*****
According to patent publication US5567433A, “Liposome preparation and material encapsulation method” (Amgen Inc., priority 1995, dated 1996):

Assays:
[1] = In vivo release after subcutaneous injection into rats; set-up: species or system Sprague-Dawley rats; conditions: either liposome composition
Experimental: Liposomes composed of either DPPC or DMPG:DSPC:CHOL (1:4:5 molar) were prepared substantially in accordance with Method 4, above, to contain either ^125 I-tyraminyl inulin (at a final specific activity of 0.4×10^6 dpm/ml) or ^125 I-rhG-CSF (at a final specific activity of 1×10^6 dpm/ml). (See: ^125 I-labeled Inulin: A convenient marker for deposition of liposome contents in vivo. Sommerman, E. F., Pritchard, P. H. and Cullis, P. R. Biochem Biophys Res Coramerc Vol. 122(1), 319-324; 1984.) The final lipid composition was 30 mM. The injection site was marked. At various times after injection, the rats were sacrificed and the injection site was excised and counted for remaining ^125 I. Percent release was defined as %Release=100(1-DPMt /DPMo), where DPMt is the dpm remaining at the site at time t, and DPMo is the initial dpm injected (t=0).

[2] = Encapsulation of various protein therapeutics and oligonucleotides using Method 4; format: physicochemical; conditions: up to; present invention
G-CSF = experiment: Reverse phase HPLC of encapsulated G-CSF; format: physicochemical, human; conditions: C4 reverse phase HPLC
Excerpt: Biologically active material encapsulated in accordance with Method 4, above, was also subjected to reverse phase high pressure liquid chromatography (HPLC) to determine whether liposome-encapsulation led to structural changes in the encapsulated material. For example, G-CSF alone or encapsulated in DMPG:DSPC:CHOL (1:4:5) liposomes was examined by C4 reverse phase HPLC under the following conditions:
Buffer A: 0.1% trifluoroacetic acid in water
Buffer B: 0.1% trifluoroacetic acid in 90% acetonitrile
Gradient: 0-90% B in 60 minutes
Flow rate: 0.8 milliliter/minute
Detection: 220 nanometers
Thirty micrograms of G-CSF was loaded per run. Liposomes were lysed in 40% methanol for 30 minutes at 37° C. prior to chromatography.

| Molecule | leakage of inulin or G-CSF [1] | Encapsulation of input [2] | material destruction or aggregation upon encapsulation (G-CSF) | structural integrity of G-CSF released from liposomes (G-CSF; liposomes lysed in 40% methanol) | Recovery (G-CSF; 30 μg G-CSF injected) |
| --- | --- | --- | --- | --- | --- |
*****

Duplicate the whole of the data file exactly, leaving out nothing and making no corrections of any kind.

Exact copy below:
According to patent publication US5567433A, “Liposome preparation and material encapsulation method” (Amgen Inc., priority 1995, dated 1996):

Assays:
[1] = In vivo release after subcutaneous injection into rats; set-up: species or system Sprague-Dawley rats; conditions: either liposome composition
Experimental: Liposomes composed of either DPPC or DMPG:DSPC:CHOL (1:4:5 molar) were prepared substantially in accordance with Method 4, above, to contain either ^125 I-tyraminyl inulin (at a final specific activity of 0.4×10^6 dpm/ml) or ^125 I-rhG-CSF (at a final specific activity of 1×10^6 dpm/ml). (See: ^125 I-labeled Inulin: A convenient marker for deposition of liposome contents in vivo. Sommerman, E. F., Pritchard, P. H. and Cullis, P. R. Biochem Biophys Res Coramerc Vol. 122(1), 319-324; 1984.) The final lipid composition was 30 mM. The injection site was marked. At various times after injection, the rats were sacrificed and the injection site was excised and counted for remaining ^125 I. Percent release was defined as %Release=100(1-DPMt /DPMo), where DPMt is the dpm remaining at the site at time t, and DPMo is the initial dpm injected (t=0).

[2] = Encapsulation of various protein therapeutics and oligonucleotides using Method 4; format: physicochemical; conditions: up to; present invention
G-CSF = experiment: Reverse phase HPLC of encapsulated G-CSF; format: physicochemical, human; conditions: C4 reverse phase HPLC
Excerpt: Biologically active material encapsulated in accordance with Method 4, above, was also subjected to reverse phase high pressure liquid chromatography (HPLC) to determine whether liposome-encapsulation led to structural changes in the encapsulated material. For example, G-CSF alone or encapsulated in DMPG:DSPC:CHOL (1:4:5) liposomes was examined by C4 reverse phase HPLC under the following conditions:
Buffer A: 0.1% trifluoroacetic acid in water
Buffer B: 0.1% trifluoroacetic acid in 90% acetonitrile
Gradient: 0-90% B in 60 minutes
Flow rate: 0.8 milliliter/minute
Detection: 220 nanometers
Thirty micrograms of G-CSF was loaded per run. Liposomes were lysed in 40% methanol for 30 minutes at 37° C. prior to chromatography.

| Molecule | leakage of inulin or G-CSF [1] | Encapsulation of input [2] | material destruction or aggregation upon encapsulation (G-CSF) | structural integrity of G-CSF released from liposomes (G-CSF; liposomes lysed in 40% methanol) | Recovery (G-CSF; 30 μg G-CSF injected) |
| --- | --- | --- | --- | --- | --- |